Each mythology in its complexity reproduces a local point of view on planetary events … even interplanetary ones. To associate and link the legends, to identify the protagonists, to describe the weapons and the customs, here is my way on which you do me the honor and the pleasure to walk a time with me.
The further I go, the further away I am from my celto-latin roots, the more I should feel lost and yet, I am less and less out of place. All pantheons are alike, all legends tell us only one story, ours. Far from the official story! My research on Thor’s hammer, a sort of ray-gun, brought me to the ray-launcher of the Indian tradition, the vajra, which was the weapon of the god Indra. This new track meets a singular character, Vajrapani, whose name means the bearer of vajra.
“Vajrapani is a deva in Hinduism but also a boddhisattva for Buddhists. He appeared in the second century in Mahayana iconography as endowed with a great strength and as a protector of the Buddha, and in Greco-Buddhist art he resembled Heracles, holding a short club in the form of vajra. Identifies with the protector – “mighty as an elephant” – who would have watched over Shākyamuni at his birth, and it is alleged that he protected the Buddha from a landslide when he preached at the Vulture Peak.” (source)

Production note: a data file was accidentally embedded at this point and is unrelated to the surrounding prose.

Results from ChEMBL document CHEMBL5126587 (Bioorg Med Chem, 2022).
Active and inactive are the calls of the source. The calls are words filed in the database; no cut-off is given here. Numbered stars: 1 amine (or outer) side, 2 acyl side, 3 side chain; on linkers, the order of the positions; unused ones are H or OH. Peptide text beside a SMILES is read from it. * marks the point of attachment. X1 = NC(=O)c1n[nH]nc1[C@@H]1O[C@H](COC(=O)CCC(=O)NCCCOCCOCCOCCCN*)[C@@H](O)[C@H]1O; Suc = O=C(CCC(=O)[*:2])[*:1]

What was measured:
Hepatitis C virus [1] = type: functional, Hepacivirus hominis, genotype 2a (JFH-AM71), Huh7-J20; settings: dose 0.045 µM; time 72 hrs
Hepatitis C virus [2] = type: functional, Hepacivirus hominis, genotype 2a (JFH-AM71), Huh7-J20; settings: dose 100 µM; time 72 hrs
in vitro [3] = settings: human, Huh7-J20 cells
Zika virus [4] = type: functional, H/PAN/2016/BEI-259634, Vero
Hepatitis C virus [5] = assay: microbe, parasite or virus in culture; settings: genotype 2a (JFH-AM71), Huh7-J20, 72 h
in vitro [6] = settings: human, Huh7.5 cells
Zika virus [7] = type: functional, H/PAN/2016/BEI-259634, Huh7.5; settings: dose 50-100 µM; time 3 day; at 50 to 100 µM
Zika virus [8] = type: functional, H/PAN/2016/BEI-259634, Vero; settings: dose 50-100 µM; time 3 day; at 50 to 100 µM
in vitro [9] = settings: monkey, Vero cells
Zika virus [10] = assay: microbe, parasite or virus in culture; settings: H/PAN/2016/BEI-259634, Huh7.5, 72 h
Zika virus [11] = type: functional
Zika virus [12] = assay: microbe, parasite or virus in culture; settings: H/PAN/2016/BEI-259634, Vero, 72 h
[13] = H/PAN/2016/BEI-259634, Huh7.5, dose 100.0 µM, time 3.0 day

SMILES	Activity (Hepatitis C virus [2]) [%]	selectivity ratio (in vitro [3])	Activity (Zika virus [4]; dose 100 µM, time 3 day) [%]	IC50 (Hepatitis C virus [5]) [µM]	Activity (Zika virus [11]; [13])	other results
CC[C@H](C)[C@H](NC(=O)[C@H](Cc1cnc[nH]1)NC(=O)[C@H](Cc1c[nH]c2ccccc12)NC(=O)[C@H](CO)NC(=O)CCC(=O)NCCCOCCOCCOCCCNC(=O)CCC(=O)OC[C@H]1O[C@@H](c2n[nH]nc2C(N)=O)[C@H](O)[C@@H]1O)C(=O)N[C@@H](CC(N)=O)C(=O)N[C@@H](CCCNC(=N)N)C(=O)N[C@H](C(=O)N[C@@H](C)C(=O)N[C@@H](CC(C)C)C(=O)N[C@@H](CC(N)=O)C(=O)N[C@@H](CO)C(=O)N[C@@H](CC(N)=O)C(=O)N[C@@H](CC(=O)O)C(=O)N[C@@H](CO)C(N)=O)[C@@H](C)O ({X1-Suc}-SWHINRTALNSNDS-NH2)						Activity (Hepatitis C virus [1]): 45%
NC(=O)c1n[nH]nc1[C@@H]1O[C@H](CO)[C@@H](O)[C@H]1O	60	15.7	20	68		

The bronze statuettes listed above come from Tibet. They show a first face of Vajrapani. That of the Bodhisattva. In Buddhism, a boddhisattva is technically the equal of a Buddha. He got his release, he is free to continue his adventure on another level, like the other Buddhas. Nothing would prevent it. Nothing — but compassion. Unlike the Buddha who doesn’t care and thinks of him first, the Bodhisattva is touched by the ocean of suffering that makes the heart of the world beat. It is out of compassion for his human brothers and sisters that he vows to reincarnate again and again, until the last human being has got his liberation from the karmic chain.
The second face of Vajrapani is very different from the first, to the point that one can legitimately wonder if it is the same character. We will see that a little further. For the moment, I want to clarify one more point: how can a Bodhisattva, a prominent Buddhist figure, become a carrier of vajra, weapon of destruction and death? This enigma will become clearer, one way or another.
Vajrapani belongs to one of the main Buddhist traditions, that of Vajrayana. The first Buddhas belonged to this tradition, say the Buddhists. Is the Vajra Way the art of killing giants and other monsters hostile to humans? No, modern Buddhists do not believe it. They speak of vajra with closed ends, the vajra ritual object, and not the handgun that originally had its darted points. The picture above shows you both models. I specify that open vajra is not a real weapon, but a late copy, which has never claimed to work.